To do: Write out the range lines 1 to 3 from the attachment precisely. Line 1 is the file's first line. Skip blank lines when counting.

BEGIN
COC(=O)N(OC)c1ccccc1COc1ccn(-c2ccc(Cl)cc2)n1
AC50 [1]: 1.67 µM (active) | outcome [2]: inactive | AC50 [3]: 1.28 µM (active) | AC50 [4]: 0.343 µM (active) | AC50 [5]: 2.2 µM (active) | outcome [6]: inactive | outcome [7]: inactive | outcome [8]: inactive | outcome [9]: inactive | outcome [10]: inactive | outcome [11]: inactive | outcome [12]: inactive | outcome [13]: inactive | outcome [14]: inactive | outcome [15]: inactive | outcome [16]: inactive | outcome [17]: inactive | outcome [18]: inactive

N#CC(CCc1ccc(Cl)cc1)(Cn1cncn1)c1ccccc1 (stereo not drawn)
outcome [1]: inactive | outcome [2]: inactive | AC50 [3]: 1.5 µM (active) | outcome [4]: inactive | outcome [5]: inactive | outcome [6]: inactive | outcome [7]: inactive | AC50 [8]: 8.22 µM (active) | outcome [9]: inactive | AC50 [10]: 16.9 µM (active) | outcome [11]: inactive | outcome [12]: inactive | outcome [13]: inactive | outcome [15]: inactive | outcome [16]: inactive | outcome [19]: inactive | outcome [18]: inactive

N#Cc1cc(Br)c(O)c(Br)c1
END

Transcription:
COC(=O)N(OC)c1ccccc1COc1ccn(-c2ccc(Cl)cc2)n1
AC50 [1]: 1.67 µM (active) | outcome [2]: inactive | AC50 [3]: 1.28 µM (active) | AC50 [4]: 0.343 µM (active) | AC50 [5]: 2.2 µM (active) | outcome [6]: inactive | outcome [7]: inactive | outcome [8]: inactive | outcome [9]: inactive | outcome [10]: inactive | outcome [11]: inactive | outcome [12]: inactive | outcome [13]: inactive | outcome [14]: inactive | outcome [15]: inactive | outcome [16]: inactive | outcome [17]: inactive | outcome [18]: inactive

N#CC(CCc1ccc(Cl)cc1)(Cn1cncn1)c1ccccc1 (stereo not drawn)